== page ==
Adventures in home WiFi

I’ve spent a lot of time struggling with different home WiFi setups.  I really can’t count the number of times I’ve had different routers go out on me or just get flaky.  But I’ve settled on a solution that works and I’m going to share it with you now to save the world some time.

Here’s my recommended setup.

For WiFi – Use Airport Extreme’s or Express’s as standalone WiFi access points by putting them into bridge mode.  Hardwire where you can and use identical access point options … otherwise known as a roaming network.  WiFi clients will roam seamlessly between access points with the same SSID and security settings.

Place additional Airport’s strategically with the “extend a wireless network” option to get whole home or yard coverage.  This feature works remarkably well on the Airport’s and is a very good way to cover an unwired home.  While “extend a wireless network” does impact total throughput, it’s far better to use it to improve coverage to eliminate dropouts than it is to worry about theoretical performance.  You just don’t want to use it instead of a hardwired ethernet port when one is available.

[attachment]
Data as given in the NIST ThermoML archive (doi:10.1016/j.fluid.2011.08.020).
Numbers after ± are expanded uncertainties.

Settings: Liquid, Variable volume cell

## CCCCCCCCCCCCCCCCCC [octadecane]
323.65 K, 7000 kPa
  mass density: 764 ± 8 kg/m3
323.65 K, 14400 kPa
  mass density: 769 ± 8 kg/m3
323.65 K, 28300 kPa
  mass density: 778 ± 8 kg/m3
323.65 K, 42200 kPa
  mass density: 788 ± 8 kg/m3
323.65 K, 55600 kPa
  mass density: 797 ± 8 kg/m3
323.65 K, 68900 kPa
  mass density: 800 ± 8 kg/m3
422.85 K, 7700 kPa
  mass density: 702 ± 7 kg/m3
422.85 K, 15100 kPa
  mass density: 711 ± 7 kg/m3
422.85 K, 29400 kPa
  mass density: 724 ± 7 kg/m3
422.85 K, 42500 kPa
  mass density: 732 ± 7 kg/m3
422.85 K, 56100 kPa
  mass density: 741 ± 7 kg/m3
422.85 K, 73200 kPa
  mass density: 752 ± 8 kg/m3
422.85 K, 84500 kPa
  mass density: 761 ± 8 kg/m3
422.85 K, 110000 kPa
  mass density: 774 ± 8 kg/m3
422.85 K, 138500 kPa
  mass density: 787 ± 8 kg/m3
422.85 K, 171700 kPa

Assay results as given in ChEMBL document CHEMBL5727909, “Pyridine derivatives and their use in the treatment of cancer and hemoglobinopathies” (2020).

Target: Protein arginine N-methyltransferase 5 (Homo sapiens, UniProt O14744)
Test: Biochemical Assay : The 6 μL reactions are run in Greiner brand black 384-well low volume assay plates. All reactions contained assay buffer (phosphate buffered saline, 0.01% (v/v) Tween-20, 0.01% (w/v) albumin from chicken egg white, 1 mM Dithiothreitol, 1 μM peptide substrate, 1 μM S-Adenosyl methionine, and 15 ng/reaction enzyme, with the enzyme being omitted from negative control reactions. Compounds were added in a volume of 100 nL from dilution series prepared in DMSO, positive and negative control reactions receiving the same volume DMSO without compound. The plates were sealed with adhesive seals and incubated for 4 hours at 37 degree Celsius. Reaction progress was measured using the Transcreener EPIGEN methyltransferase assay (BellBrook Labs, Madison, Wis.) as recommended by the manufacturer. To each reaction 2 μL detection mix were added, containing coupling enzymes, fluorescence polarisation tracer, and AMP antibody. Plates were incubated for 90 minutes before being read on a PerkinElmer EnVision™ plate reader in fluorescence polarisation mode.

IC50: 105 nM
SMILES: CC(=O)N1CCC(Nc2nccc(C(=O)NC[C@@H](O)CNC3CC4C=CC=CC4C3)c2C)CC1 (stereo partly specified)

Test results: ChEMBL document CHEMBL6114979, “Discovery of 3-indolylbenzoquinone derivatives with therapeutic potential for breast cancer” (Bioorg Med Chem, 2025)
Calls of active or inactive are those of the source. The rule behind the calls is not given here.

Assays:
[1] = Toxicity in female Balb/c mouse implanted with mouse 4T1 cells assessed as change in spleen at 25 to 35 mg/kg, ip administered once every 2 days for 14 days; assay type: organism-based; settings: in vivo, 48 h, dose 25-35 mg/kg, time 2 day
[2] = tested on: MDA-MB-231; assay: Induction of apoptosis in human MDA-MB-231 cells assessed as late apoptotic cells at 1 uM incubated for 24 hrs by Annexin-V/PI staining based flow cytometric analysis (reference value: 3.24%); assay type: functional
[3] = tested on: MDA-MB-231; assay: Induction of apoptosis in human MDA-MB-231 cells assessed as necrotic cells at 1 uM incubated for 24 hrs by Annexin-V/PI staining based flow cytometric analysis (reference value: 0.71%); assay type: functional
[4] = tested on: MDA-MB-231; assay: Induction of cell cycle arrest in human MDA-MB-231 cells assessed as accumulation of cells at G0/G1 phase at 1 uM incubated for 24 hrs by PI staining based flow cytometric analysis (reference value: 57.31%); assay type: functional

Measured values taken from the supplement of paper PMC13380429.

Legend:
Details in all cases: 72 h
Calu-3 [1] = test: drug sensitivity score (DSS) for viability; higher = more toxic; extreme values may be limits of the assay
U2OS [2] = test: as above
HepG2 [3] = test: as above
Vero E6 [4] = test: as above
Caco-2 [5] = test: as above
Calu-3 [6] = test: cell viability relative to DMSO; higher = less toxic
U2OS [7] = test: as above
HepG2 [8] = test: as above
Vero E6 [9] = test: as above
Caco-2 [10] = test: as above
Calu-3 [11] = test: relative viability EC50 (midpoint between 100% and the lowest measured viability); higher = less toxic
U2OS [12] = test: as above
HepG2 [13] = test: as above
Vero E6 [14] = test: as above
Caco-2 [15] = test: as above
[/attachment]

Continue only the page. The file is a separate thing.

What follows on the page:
For the gateway – WNDR3700 with OpenWRT as the router/gateway.   All I can say is that I’ve hammered this thing with pretty much everything you can throw at it and it’s been very stable and full featured to boot.

If you aren’t a tinkerer and don’t need anything special in terms of home router/gateway features, then just use an Airport Extreme as the gateway and be done with it.  Excellent choice if you just want to set up the parents and not get calls about the internet being down.

Note that recent generations of the Airport allow for simultaneous dual-band transmission.  Defaulting to the same SSID for both bands allows devices to roam to the best band for the job … 5 GHz for increased bandwidth and less interference from neighboring access points, but a seamless fallback to 2.4 GHz at range.

The problem with using the same SSID is that the operation of what is going on is obscured somewhat.  When using iOS devices, you can’t even tell what band you are on.  So it is sometimes desirable to use the option that names the 5 GHz band with a different SSID.  This is useful mainly in situations where you want to test the explicit performance on 5 GHz with different devices or compensate for a dumb device that doesn’t know it should connect to 5 GHz over 2.4 GHz in your house.

I used to name the bands separately, but I recently decided to switch to identical SSID’s and see how it goes.  When I walk out to the elevator here, my iPhone won’t aggressively switch down to 2.4 GHz unless the SSID’s are identical, which means the connection just dies.  And, you know, tech is supposed to make our lives easier, so I figured I would try to have a little faith in them.  I’m almost all Apple here, so I have reasonable confidence that the devices will be smart about selecting the correct band for the situation.

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